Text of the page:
Transitioning to a college team

Russell takes shot against Johnson University in fall pre-season match. Photo by Ariana Hansen.
Russell takes shot against Johnson University in fall pre-season match. Photo by Ariana Hansen.


During my first semester at Maryville College, a typical day for me became waking up early for 6 am conditioning, dragging myself to my classes, spending two plus hours on the tennis court in the evenings and staying up late to study for the next morning.  I would not change a thing about it.  As a biochemistry major, I have to make sure I have time to get the grades I need to get into my future graduate school.  Playing tennis, though it seems would pose a challenging schedule, turned out to be what kept me sane and organized this semester.  I learned how to schedule my study time around practice and going to practice allowed me to have social time and have a few stress free hours before I had to study for another chemistry quiz.  Being a member of the team also provided me with a wonderful support system.  Not only were my teammates supportive of my endeavors, they also provided insight and advice on my coursework while also giving me the sympathy any person taking General Chemistry requires.

Being on a team is something I have done my whole life.  I went to a very small high school.  I participated in almost every sport so we could have a team.  Of all the teams I have been on, this team has been the best one yet.  Tennis may be perceived as a lone-man kind of sport, but one has to count on the other to perform in order to take victory.  In the short time we were together for the fall we all became very close.  We woke up together to run sprints in the Alumni Gym at 6 am, met up in the afternoon to hit on the court and usually ended the day with a meal in Pearsons.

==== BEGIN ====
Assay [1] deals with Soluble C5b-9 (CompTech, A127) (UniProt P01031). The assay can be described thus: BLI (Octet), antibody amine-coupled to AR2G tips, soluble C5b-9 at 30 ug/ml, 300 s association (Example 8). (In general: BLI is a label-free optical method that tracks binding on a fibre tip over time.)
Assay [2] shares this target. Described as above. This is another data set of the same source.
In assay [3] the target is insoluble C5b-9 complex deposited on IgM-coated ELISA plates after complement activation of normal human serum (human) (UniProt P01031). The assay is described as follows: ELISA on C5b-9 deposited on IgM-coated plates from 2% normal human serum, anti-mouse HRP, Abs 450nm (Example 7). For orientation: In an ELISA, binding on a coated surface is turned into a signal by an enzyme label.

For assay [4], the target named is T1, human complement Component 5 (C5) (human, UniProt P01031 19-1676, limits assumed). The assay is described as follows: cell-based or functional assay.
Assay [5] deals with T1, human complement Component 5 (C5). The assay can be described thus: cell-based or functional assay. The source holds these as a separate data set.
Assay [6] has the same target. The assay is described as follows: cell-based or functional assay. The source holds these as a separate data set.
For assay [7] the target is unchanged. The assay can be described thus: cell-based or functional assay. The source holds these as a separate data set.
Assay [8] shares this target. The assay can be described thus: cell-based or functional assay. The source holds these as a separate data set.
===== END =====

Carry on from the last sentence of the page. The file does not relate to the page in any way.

One thing I was apprehensive about when joining a collegiate team was the social aspect of a new team.  As I said above, I went to a small high school and I had known just about all of my old pals for years.  So having to get to know new people was something that was very stressful for me.  However, when the time came for me to meet my new teammates, I had been through the three weeks of the Scots Science Scholars bridge program and through another week of freshman orientation.  Now all I had to worry about was fitting in with the older players.  Being added to a GroupMe for tennis was a very exciting day for me, which shows how much of a “freshie” I was…and probably still am.  When they announced we were all going to get together to hit, I became really nervous.  But the moment I stepped on the court for the first time after walking down the steep Copeland parking lot, it all felt right.  Each person welcomed me and never once did I feel like I had to earn their respect through some kind of ritual.  Being on a college team is the best decision I could have made and recommend it to all.

Leave a Reply

Your email address will not be published. Required fields are marked *